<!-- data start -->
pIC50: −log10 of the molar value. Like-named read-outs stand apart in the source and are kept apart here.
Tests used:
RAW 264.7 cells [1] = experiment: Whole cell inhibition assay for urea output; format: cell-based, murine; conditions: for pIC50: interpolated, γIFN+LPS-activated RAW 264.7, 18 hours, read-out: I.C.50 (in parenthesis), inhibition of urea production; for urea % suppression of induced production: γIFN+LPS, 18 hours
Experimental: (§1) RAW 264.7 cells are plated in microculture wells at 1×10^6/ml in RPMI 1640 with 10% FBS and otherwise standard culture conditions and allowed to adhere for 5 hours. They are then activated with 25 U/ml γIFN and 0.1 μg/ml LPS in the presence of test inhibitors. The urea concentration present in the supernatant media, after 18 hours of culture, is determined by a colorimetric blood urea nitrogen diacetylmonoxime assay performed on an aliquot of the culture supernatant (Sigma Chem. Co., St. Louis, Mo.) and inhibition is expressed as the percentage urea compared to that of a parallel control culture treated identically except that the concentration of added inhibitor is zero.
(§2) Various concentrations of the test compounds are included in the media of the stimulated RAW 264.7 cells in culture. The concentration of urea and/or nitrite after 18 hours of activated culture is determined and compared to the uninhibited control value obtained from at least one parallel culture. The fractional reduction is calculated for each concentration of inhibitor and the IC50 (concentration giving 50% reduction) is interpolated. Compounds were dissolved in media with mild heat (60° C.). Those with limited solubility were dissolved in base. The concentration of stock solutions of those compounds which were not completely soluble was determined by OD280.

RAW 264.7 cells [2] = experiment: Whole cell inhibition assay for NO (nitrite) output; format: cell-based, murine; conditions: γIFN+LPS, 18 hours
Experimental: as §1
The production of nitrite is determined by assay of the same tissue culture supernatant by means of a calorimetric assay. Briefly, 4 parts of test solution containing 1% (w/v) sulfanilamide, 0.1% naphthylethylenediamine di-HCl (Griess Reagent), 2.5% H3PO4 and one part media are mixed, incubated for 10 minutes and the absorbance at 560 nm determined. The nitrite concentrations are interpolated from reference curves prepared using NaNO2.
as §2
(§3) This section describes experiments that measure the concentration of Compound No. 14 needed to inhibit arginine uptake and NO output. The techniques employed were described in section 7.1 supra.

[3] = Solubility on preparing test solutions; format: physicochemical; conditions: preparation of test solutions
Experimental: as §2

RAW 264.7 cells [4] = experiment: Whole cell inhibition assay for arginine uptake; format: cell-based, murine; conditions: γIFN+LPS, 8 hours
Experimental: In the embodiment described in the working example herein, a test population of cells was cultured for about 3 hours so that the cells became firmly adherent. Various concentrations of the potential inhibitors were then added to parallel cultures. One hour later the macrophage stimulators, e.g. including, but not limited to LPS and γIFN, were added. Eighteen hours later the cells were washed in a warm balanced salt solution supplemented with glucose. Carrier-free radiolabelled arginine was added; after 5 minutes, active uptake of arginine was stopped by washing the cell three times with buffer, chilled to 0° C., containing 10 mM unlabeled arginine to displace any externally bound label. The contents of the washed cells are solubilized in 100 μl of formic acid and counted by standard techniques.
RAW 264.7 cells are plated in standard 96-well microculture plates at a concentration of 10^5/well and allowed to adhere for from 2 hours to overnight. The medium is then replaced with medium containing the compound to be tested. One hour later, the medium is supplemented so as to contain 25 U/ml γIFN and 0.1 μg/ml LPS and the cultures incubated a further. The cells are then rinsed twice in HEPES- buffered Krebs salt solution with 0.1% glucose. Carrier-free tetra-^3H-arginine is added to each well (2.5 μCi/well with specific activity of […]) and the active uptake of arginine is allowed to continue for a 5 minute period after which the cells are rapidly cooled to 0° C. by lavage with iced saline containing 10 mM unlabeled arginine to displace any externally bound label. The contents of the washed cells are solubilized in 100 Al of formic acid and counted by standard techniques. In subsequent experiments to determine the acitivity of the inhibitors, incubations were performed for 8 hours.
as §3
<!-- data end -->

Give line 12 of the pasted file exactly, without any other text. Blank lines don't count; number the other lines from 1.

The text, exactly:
Experimental: as §2